This month we focus on 17-year-old Corinne Bobb-Semple’s reporting for the Radio Rookie series, not just as an act of journalism, but as something that springs from her family’s legacy of community entrepreneurship and civic action. We explore what it was like to discuss the intricacies of race, class and place in the Bobb-Semple home before, during and after Corinne shared her reporting and insights on gentrification in Central Brooklyn through the Rookies program.
Segment one: Family & Community
We discuss changes on Third Rail and introduce the Radio Rookies program. Our guests, Bed-Stuy residents- social entrepreneur Crystal Bobb-Semple and student Corrinne Bobb-Semple and tell us about the family and community experience that led to Corinne's piece for Radio Rookies.
Segment two: "Bed-Stuy the End of an Era"
We play Corinne Bobb-Semple’s piece about gentrification in Bedford-Stuyvesant. Co-produced by Brooklyn Deep and WNYC.
Segment 3: Can Black People gentrify?
We explore themes like Black versus White gentrifiers; what it means for the future Bed-Stuy and the Bobb- Semple family. We discuss the process of creating the piece and what the types of responses it may elicit from people.
Segment 4: "Tell 'Em Why You Mad"
Is it sustainable for People of Color to create media, facilitate conversations, and be consumers? Veralyn and Mark go head to head to discuss what about Corrine's story gets them mad.
We've been here before. Trying to process how easily black people die at the hands of police; how easily hashtags pile up: #DelrawnSmall #AltonSterling #PhilandoCastile; and needing to find a way forward through it all.
If you need a community base or resource for an initiative you are taking on, contact the Brooklyn Movement Center at email@example.com or Bklyn Boihood here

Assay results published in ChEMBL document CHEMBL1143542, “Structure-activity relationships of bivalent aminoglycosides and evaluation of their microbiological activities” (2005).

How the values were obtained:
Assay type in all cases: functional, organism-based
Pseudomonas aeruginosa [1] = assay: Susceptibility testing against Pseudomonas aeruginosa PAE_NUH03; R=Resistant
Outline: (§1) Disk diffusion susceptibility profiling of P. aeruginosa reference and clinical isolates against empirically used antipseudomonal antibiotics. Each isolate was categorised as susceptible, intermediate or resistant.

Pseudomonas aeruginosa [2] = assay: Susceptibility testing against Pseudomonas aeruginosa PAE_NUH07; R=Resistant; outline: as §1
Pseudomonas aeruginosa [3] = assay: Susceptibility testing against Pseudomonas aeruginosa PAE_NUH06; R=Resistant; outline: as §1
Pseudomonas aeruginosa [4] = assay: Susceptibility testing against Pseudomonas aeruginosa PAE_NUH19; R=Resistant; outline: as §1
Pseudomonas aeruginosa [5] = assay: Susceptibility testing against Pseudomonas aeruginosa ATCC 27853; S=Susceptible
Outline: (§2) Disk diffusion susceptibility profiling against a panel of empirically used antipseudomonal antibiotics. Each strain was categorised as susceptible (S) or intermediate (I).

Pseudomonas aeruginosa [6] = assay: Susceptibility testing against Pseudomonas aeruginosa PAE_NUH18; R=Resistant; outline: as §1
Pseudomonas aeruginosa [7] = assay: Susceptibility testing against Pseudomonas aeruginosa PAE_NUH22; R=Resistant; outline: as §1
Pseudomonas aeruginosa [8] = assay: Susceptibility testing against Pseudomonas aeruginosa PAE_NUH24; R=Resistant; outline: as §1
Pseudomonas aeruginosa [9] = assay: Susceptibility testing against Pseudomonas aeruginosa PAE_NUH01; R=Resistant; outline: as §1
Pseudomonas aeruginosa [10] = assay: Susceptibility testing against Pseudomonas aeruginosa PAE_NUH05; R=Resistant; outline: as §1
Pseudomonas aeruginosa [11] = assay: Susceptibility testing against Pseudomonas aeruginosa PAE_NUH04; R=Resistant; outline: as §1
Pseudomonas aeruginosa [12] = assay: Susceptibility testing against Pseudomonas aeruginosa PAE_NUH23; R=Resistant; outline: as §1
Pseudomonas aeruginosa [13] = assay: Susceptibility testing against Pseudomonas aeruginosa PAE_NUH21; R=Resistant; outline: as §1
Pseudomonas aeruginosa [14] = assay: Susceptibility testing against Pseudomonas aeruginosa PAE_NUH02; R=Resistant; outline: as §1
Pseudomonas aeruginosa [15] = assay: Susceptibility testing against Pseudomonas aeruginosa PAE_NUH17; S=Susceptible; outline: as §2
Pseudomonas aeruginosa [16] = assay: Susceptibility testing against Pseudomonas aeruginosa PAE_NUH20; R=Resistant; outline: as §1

This month, Third Rail evaluates the state of black leadership in Central Brooklyn with Joanne Smith (Girls for Gender Equity) and Nakisha Lewis (The Ms. Foundation for Women). We discuss the different ways Black women and girls are claiming space in our current movement moment and then we ask, what's being done to build youth leadership?
Sound off! Tell us how we're doing:
For over two years, Brooklyn Deep has been chronicling neighborhood change and telling Central Brooklyn stories through our monthly Third Rail podcast. Now we're taking a moment to evaluate what we’ve done, and we need your help! Take our 5-question survey here, to help
us see Brooklyn Deep’s longest running project through your eyes.
Please & thank you!
On this episode we examine the legacy of resilience in Central Brooklyn by reflecting on the history of organizing and movement building here and then by asking what is the present state of the Movement for Black Lives here in Central Brooklyn, New York and nationwide.
Joining us for this discussion are two organizers who have played an important role in shaping the legacy of social and political self-determination that Black Brooklyn is known for today:
Lumumba Bandele, Senior Community Organizer, NAACP Legal Defense Fund
Ejeris Dixon, Founding Director, Vision Change Win
Segment 1: Histories Resilience in Central Brooklyn
While the fight for social change in Central Brooklyn has been city-wide and even national, it has often been anchored by what’s happening locally. We sit down with two organizers who have played a special role in shaping the legacy of social and political self-determination that Black Brooklyn is known for today.
Segment 2: How does Central Brooklyn connect to this movement moment?
In this present “movement moment” we ask: How has the legacy of Central Brooklyn organizing laid the groundwork for #BlackLivesMatter movements in Central Brooklyn, New York and nationwide?
Segment 3: "Tell 'Em Why You Mad" Roundup
Harvir Kaur, Food Sovereignty Organizer, BMC
Cynthia Moices, Environmental Justice Organizer, UPROSE
1. Green in A Vacuum: In the social justice world, why does environmental justice get marginalized? And where does it intersect with identities of race, class, and gender?
2. POC and Environmental Justice: Fights for environmental causes like climate change, healthy food and recycling are widely seen as a "white" fields. Are there really no people of color who care about the environment?
3. "Tell em why you mad" Roundup